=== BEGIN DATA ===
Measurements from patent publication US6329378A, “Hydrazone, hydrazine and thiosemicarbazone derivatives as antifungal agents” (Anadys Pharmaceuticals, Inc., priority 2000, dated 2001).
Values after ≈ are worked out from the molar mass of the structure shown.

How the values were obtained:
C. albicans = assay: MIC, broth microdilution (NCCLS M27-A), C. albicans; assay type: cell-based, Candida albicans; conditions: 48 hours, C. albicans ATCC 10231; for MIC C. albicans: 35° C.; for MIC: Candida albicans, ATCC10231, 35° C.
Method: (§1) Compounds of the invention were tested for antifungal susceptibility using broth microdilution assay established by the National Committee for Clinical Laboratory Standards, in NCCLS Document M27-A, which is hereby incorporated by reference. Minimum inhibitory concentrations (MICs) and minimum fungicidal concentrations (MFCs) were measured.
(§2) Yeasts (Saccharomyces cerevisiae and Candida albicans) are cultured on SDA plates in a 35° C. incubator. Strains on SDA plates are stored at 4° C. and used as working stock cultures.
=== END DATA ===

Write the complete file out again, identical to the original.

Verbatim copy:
Measurements from patent publication US6329378A, “Hydrazone, hydrazine and thiosemicarbazone derivatives as antifungal agents” (Anadys Pharmaceuticals, Inc., priority 2000, dated 2001).
Values after ≈ are worked out from the molar mass of the structure shown.

How the values were obtained:
C. albicans = assay: MIC, broth microdilution (NCCLS M27-A), C. albicans; assay type: cell-based, Candida albicans; conditions: 48 hours, C. albicans ATCC 10231; for MIC C. albicans: 35° C.; for MIC: Candida albicans, ATCC10231, 35° C.
Method: (§1) Compounds of the invention were tested for antifungal susceptibility using broth microdilution assay established by the National Committee for Clinical Laboratory Standards, in NCCLS Document M27-A, which is hereby incorporated by reference. Minimum inhibitory concentrations (MICs) and minimum fungicidal concentrations (MFCs) were measured.
(§2) Yeasts (Saccharomyces cerevisiae and Candida albicans) are cultured on SDA plates in a 35° C. incubator. Strains on SDA plates are stored at 4° C. and used as working stock cultures.